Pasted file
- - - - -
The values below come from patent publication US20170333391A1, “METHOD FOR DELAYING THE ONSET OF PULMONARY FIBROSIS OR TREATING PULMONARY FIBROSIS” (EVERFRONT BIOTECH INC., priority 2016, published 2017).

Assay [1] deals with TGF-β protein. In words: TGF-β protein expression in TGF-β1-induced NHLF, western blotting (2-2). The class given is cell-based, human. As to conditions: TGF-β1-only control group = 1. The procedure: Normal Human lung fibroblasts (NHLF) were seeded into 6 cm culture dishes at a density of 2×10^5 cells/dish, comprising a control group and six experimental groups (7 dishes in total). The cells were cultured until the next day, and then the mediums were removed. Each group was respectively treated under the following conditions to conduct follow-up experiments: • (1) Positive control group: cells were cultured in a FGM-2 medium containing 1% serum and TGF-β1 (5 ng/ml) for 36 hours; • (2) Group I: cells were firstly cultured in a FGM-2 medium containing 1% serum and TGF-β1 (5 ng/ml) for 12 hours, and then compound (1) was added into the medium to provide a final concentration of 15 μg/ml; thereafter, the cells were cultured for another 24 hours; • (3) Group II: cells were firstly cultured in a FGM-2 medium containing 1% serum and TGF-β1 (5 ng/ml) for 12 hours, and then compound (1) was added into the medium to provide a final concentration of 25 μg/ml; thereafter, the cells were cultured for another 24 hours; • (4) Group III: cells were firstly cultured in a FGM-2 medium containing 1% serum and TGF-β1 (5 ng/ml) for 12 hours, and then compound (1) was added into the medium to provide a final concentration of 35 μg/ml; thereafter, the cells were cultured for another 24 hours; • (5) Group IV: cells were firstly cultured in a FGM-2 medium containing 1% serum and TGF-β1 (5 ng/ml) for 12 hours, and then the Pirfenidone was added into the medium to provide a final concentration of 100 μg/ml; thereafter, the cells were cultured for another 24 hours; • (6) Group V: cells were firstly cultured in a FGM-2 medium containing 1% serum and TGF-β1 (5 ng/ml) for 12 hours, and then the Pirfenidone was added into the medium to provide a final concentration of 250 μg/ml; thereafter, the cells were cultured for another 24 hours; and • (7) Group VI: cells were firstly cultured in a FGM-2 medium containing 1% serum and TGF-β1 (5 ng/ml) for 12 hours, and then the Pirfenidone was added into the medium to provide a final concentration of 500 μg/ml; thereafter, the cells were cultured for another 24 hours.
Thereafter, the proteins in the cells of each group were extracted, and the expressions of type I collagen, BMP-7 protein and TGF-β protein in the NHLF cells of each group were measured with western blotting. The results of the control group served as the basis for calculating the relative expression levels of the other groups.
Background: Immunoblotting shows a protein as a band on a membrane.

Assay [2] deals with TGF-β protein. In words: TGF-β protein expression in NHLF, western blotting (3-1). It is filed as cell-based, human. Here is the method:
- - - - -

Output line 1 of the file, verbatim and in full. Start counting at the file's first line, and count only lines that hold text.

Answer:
The values below come from patent publication US20170333391A1, “METHOD FOR DELAYING THE ONSET OF PULMONARY FIBROSIS OR TREATING PULMONARY FIBROSIS” (EVERFRONT BIOTECH INC., priority 2016, published 2017).